Few weeks later Quasado renamed Expressive to Stagestack to avoid possible clashes with Microsoft Expression, even though Quasado allegedly owns a trademark for “Expressive” since before Microsoft acquired Creature House Expression.
The FreeHand community didn’t like the new name, so they were surveyed for other options. Despite of OpenHand clearly winning, another rename wasn’t announced.
The development of Stagestack is now (at least partially) funded by the community via pledges, much like on Kickstarter. The company, however, intends to sell licenses and make the software run on both Windows, Linux and Mac.
Stagestack is still in its infancy, with very little GUI and only some core features working. Both Windows and Mac versions have been publicly demonstrated.
Meanwhile Quasado is currently thinking about doing a conference in Europe for the community later this year.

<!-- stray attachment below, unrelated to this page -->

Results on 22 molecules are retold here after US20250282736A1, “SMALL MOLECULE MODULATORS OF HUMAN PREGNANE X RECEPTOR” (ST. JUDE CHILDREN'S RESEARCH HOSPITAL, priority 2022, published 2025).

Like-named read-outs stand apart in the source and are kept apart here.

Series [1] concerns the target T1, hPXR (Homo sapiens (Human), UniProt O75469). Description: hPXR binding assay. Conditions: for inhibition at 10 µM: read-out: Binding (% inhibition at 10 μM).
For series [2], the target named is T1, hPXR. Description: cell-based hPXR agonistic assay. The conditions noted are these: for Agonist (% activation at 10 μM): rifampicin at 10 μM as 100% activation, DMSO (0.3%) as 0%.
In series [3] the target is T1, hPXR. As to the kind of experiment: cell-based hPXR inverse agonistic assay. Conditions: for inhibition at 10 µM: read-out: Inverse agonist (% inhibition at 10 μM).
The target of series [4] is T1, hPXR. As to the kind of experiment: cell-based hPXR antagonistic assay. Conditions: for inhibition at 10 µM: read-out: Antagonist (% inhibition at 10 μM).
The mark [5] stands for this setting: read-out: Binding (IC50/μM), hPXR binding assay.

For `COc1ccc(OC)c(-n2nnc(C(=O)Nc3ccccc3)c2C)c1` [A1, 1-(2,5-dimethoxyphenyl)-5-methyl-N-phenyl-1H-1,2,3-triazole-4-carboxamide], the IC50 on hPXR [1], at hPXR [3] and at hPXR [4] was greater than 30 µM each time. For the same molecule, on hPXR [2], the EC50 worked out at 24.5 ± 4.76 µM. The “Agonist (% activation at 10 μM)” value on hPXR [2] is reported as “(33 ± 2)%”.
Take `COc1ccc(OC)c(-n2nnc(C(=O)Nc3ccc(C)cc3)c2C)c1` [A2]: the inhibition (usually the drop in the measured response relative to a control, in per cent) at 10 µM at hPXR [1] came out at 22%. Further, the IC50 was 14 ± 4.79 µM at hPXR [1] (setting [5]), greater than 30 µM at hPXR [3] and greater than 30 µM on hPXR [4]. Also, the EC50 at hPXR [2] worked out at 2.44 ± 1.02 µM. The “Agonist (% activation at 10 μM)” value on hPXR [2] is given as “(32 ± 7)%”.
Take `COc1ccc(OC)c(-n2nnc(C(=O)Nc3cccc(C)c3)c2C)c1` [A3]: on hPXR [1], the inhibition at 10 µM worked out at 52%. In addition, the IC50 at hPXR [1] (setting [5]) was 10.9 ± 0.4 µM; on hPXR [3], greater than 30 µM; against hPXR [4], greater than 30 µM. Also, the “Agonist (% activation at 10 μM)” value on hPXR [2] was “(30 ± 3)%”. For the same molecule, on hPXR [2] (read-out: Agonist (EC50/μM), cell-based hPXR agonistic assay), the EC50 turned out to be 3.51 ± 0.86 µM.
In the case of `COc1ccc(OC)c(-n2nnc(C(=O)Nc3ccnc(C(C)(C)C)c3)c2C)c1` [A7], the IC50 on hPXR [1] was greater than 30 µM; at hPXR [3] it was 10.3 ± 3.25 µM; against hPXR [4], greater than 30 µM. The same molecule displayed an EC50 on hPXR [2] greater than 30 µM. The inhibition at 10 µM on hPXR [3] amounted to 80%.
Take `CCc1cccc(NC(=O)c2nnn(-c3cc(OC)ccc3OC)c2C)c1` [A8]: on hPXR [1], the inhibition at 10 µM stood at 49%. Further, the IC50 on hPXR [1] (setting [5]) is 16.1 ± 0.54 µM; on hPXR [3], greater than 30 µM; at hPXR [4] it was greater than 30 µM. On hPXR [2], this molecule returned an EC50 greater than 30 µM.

The net outcome, however, is that the community stepped out of dealing with one proprietary product to start dealing with another.
There doesn’t seem to be a lot of activity from former FreeHand users in Inkscape channels. There are very few relevant requests in the bug tracker, and the Freehand-like shortcuts scheme (anno 2006) doesn’t seem to be actively used, if you take in account its mentioning on the Web. So the whole FreeHand story isn’t affecting the course of development much.
Speaking of Stagestack, it’s difficult to predict how in fullness of time the availability of a commercial vector graphics editor is going to affect existing free software projects, especially the ones that primarily target Linux. After all, not many actively developed applications support CMYK and spot colors natively which is an acknowledged deal breaker.
As of today, Inkscape’s board is strongly against paid development, while Stagestack’s development is financially backed. And while PrintDesign’s (formerly sK1) developer has nothing against paid development, the project is a one-man band, which makes it a less sustainable enterprise.